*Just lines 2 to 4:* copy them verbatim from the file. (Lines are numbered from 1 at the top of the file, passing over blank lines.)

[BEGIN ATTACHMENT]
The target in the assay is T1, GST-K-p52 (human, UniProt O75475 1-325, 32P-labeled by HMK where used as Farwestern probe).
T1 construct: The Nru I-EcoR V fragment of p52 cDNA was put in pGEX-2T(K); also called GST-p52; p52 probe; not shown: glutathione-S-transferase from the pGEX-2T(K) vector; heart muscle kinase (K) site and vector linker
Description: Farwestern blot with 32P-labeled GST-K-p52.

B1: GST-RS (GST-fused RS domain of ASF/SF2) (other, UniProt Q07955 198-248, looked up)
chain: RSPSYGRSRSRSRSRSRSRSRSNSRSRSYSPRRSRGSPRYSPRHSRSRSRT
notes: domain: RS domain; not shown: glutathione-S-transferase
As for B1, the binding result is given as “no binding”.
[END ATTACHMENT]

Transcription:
T1 construct: The Nru I-EcoR V fragment of p52 cDNA was put in pGEX-2T(K); also called GST-p52; p52 probe; not shown: glutathione-S-transferase from the pGEX-2T(K) vector; heart muscle kinase (K) site and vector linker
Description: Farwestern blot with 32P-labeled GST-K-p52.

B1: GST-RS (GST-fused RS domain of ASF/SF2) (other, UniProt Q07955 198-248, looked up)